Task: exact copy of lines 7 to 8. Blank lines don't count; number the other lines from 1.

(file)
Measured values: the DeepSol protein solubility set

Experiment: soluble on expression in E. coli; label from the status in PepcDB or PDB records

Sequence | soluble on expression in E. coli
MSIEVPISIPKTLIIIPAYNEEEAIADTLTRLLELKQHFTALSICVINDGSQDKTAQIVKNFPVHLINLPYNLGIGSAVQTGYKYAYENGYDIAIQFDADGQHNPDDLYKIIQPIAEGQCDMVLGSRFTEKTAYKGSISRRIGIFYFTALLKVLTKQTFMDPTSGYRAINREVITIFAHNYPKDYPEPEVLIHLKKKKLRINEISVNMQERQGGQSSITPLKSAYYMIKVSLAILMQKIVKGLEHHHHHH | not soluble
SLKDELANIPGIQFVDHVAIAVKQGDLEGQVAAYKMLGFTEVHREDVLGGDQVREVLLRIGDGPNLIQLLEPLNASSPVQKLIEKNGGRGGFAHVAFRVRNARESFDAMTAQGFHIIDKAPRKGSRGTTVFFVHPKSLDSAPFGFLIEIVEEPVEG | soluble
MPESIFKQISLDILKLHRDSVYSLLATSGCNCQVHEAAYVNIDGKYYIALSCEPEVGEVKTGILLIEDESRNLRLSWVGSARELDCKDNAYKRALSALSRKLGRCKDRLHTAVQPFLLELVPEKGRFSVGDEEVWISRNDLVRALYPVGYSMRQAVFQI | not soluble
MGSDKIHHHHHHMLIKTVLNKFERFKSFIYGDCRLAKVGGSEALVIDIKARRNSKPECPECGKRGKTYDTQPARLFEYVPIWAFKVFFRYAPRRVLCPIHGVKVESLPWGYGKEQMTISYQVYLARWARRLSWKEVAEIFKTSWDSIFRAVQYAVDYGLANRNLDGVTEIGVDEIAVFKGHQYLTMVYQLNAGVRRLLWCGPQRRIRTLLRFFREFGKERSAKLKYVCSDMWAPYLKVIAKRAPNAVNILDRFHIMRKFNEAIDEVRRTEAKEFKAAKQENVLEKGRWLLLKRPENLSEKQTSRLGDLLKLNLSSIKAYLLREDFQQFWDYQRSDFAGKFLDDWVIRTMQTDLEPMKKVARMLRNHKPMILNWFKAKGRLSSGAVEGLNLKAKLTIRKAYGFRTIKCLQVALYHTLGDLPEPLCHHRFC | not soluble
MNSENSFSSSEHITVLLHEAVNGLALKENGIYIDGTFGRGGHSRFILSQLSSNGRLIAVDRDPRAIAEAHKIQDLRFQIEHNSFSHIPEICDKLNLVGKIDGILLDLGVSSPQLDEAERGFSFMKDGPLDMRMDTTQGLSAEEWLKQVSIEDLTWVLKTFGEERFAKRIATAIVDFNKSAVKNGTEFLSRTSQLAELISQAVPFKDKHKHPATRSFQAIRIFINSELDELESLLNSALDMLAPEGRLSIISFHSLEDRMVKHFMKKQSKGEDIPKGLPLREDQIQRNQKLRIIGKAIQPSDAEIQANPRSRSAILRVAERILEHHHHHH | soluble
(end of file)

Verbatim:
MGSDKIHHHHHHMLIKTVLNKFERFKSFIYGDCRLAKVGGSEALVIDIKARRNSKPECPECGKRGKTYDTQPARLFEYVPIWAFKVFFRYAPRRVLCPIHGVKVESLPWGYGKEQMTISYQVYLARWARRLSWKEVAEIFKTSWDSIFRAVQYAVDYGLANRNLDGVTEIGVDEIAVFKGHQYLTMVYQLNAGVRRLLWCGPQRRIRTLLRFFREFGKERSAKLKYVCSDMWAPYLKVIAKRAPNAVNILDRFHIMRKFNEAIDEVRRTEAKEFKAAKQENVLEKGRWLLLKRPENLSEKQTSRLGDLLKLNLSSIKAYLLREDFQQFWDYQRSDFAGKFLDDWVIRTMQTDLEPMKKVARMLRNHKPMILNWFKAKGRLSSGAVEGLNLKAKLTIRKAYGFRTIKCLQVALYHTLGDLPEPLCHHRFC | not soluble
MNSENSFSSSEHITVLLHEAVNGLALKENGIYIDGTFGRGGHSRFILSQLSSNGRLIAVDRDPRAIAEAHKIQDLRFQIEHNSFSHIPEICDKLNLVGKIDGILLDLGVSSPQLDEAERGFSFMKDGPLDMRMDTTQGLSAEEWLKQVSIEDLTWVLKTFGEERFAKRIATAIVDFNKSAVKNGTEFLSRTSQLAELISQAVPFKDKHKHPATRSFQAIRIFINSELDELESLLNSALDMLAPEGRLSIISFHSLEDRMVKHFMKKQSKGEDIPKGLPLREDQIQRNQKLRIIGKAIQPSDAEIQANPRSRSAILRVAERILEHHHHHH | soluble